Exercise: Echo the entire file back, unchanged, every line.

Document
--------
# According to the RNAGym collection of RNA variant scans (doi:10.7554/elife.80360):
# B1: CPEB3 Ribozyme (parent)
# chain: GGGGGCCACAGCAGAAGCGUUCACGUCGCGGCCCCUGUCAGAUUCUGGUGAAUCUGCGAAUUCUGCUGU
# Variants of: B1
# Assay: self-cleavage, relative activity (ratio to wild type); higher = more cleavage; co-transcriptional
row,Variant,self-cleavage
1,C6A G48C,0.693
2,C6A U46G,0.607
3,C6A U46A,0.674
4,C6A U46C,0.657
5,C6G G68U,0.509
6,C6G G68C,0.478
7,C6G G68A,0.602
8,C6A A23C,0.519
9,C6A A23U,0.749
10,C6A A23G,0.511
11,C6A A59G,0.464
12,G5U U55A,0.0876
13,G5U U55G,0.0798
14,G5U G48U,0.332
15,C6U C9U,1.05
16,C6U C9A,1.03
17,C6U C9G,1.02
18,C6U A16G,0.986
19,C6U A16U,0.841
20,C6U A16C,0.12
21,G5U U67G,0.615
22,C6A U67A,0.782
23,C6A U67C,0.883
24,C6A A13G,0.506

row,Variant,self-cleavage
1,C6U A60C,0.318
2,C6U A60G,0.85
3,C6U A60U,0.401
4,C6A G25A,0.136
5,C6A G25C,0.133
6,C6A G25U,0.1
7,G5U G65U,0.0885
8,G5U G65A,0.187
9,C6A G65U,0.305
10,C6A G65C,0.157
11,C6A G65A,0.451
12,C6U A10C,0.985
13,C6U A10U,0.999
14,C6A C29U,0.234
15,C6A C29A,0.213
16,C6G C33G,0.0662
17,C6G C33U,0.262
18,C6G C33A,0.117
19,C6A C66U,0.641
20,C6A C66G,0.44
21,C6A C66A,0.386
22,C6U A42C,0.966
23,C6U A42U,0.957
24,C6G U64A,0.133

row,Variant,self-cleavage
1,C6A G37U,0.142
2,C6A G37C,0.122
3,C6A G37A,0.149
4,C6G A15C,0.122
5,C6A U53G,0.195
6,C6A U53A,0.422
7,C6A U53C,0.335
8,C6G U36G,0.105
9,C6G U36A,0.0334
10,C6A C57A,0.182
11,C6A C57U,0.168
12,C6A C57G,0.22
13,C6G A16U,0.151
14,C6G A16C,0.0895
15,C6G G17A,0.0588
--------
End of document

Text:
# According to the RNAGym collection of RNA variant scans (doi:10.7554/elife.80360):
# B1: CPEB3 Ribozyme (parent)
# chain: GGGGGCCACAGCAGAAGCGUUCACGUCGCGGCCCCUGUCAGAUUCUGGUGAAUCUGCGAAUUCUGCUGU
# Variants of: B1
# Assay: self-cleavage, relative activity (ratio to wild type); higher = more cleavage; co-transcriptional
row,Variant,self-cleavage
1,C6A G48C,0.693
2,C6A U46G,0.607
3,C6A U46A,0.674
4,C6A U46C,0.657
5,C6G G68U,0.509
6,C6G G68C,0.478
7,C6G G68A,0.602
8,C6A A23C,0.519
9,C6A A23U,0.749
10,C6A A23G,0.511
11,C6A A59G,0.464
12,G5U U55A,0.0876
13,G5U U55G,0.0798
14,G5U G48U,0.332
15,C6U C9U,1.05
16,C6U C9A,1.03
17,C6U C9G,1.02
18,C6U A16G,0.986
19,C6U A16U,0.841
20,C6U A16C,0.12
21,G5U U67G,0.615
22,C6A U67A,0.782
23,C6A U67C,0.883
24,C6A A13G,0.506

row,Variant,self-cleavage
1,C6U A60C,0.318
2,C6U A60G,0.85
3,C6U A60U,0.401
4,C6A G25A,0.136
5,C6A G25C,0.133
6,C6A G25U,0.1
7,G5U G65U,0.0885
8,G5U G65A,0.187
9,C6A G65U,0.305
10,C6A G65C,0.157
11,C6A G65A,0.451
12,C6U A10C,0.985
13,C6U A10U,0.999
14,C6A C29U,0.234
15,C6A C29A,0.213
16,C6G C33G,0.0662
17,C6G C33U,0.262
18,C6G C33A,0.117
19,C6A C66U,0.641
20,C6A C66G,0.44
21,C6A C66A,0.386
22,C6U A42C,0.966
23,C6U A42U,0.957
24,C6G U64A,0.133

row,Variant,self-cleavage
1,C6A G37U,0.142
2,C6A G37C,0.122
3,C6A G37A,0.149
4,C6G A15C,0.122
5,C6A U53G,0.195
6,C6A U53A,0.422
7,C6A U53C,0.335
8,C6G U36G,0.105
9,C6G U36A,0.0334
10,C6A C57A,0.182
11,C6A C57U,0.168
12,C6A C57G,0.22
13,C6G A16U,0.151
14,C6G A16C,0.0895
15,C6G G17A,0.0588